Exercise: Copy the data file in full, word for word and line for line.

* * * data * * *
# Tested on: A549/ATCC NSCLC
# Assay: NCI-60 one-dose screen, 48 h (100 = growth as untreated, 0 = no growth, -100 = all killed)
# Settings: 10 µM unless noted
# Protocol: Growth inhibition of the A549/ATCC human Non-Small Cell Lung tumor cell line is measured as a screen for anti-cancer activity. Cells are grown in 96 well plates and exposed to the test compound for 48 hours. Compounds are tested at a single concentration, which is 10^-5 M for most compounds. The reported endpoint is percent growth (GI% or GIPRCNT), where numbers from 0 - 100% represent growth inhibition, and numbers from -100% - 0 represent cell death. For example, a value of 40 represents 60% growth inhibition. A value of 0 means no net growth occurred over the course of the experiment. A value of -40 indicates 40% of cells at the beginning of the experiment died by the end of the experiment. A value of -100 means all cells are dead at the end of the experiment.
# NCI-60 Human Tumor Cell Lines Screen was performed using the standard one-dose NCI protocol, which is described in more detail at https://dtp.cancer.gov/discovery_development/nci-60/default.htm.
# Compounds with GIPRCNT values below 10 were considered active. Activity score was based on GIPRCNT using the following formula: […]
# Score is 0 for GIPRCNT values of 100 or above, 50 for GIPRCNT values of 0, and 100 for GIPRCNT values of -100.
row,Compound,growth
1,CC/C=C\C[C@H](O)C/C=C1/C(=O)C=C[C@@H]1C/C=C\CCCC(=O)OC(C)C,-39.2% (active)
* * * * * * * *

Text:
# Tested on: A549/ATCC NSCLC
# Assay: NCI-60 one-dose screen, 48 h (100 = growth as untreated, 0 = no growth, -100 = all killed)
# Settings: 10 µM unless noted
# Protocol: Growth inhibition of the A549/ATCC human Non-Small Cell Lung tumor cell line is measured as a screen for anti-cancer activity. Cells are grown in 96 well plates and exposed to the test compound for 48 hours. Compounds are tested at a single concentration, which is 10^-5 M for most compounds. The reported endpoint is percent growth (GI% or GIPRCNT), where numbers from 0 - 100% represent growth inhibition, and numbers from -100% - 0 represent cell death. For example, a value of 40 represents 60% growth inhibition. A value of 0 means no net growth occurred over the course of the experiment. A value of -40 indicates 40% of cells at the beginning of the experiment died by the end of the experiment. A value of -100 means all cells are dead at the end of the experiment.
# NCI-60 Human Tumor Cell Lines Screen was performed using the standard one-dose NCI protocol, which is described in more detail at https://dtp.cancer.gov/discovery_development/nci-60/default.htm.
# Compounds with GIPRCNT values below 10 were considered active. Activity score was based on GIPRCNT using the following formula: […]
# Score is 0 for GIPRCNT values of 100 or above, 50 for GIPRCNT values of 0, and 100 for GIPRCNT values of -100.
row,Compound,growth
1,CC/C=C\C[C@H](O)C/C=C1/C(=O)C=C[C@@H]1C/C=C\CCCC(=O)OC(C)C,-39.2% (active)